January 31, 2022
One of our readings this week comes from the gospel of Luke. We hear how Joseph’s son has grown up. The wee boy that had sat at his father's feet in the carpentry shop hearing the worries of farmers as they waited for their ploughs to be fixed or the stories of husbands getting chairs mended, or the secrets shared as people worried over prices and priorities. That wee boy, whose craftsmanship as a carpenter but also as a listener had helped to sustain life in the village, was now a man in his own right, and when he spoke in the synagogue, Luke writes how well all spoke of him and how amazed they were at the gracious words he spoke. Here was someone who had heard and understood the concerns and complaints, the doubts and despairs of customers, who had smiled at their old jokes and joined in their celebrations and now was able to understand scripture not as a dry text of rules, but as real hope and light in the lives of what we might call ‘ordinary' people.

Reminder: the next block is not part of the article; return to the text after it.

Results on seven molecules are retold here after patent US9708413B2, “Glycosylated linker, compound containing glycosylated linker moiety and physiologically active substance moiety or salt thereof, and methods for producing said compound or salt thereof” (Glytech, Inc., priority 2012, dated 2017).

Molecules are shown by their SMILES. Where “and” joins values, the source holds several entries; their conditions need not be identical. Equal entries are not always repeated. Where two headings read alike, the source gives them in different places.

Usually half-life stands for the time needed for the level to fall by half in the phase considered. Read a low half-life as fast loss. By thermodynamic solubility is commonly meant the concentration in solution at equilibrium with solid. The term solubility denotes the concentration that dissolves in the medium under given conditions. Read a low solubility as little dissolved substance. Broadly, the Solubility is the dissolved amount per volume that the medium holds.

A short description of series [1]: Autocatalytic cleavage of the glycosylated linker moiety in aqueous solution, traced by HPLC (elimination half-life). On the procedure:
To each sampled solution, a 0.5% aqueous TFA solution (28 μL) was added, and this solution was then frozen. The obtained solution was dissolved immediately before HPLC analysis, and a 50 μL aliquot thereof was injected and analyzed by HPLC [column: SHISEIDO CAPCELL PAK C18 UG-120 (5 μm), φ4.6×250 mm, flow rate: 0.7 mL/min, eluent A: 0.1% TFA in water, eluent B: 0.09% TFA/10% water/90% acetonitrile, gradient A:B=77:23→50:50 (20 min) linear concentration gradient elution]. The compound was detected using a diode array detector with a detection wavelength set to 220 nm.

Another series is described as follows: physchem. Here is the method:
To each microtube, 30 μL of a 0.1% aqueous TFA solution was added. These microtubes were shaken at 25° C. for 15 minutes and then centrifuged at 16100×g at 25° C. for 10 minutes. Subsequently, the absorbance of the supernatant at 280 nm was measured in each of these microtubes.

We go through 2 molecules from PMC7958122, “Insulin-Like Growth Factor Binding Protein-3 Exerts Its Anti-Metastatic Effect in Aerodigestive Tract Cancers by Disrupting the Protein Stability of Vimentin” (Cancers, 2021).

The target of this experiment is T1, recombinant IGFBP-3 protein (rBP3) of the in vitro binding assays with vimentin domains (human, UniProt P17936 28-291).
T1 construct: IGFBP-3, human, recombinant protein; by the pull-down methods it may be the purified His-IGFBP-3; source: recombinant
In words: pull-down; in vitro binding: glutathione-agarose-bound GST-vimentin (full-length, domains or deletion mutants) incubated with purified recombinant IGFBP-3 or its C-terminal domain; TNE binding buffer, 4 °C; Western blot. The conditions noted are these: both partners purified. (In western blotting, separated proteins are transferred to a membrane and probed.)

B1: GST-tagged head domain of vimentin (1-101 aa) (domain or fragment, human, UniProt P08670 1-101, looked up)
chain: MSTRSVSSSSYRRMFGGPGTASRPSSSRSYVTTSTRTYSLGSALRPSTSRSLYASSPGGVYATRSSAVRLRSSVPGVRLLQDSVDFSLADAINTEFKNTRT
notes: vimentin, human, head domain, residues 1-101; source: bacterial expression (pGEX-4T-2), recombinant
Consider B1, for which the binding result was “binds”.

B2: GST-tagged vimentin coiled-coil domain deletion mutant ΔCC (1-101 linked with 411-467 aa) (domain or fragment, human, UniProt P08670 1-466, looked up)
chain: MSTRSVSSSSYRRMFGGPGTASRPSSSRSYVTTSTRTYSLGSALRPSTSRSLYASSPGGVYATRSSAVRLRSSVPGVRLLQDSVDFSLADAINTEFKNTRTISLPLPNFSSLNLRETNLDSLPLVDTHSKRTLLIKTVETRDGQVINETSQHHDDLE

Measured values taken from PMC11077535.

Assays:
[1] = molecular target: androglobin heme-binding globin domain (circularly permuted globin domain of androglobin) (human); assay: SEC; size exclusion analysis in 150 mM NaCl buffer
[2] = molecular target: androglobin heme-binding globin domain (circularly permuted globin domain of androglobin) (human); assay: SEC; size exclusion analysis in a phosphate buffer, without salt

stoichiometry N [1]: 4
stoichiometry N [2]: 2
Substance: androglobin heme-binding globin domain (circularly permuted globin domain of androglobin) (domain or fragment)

He was one of their own, welcomed and celebrated and given thanks for. If only Jesus had left it there, if he had been content to promise and celebrate but had he done that, the job would only have been half finished.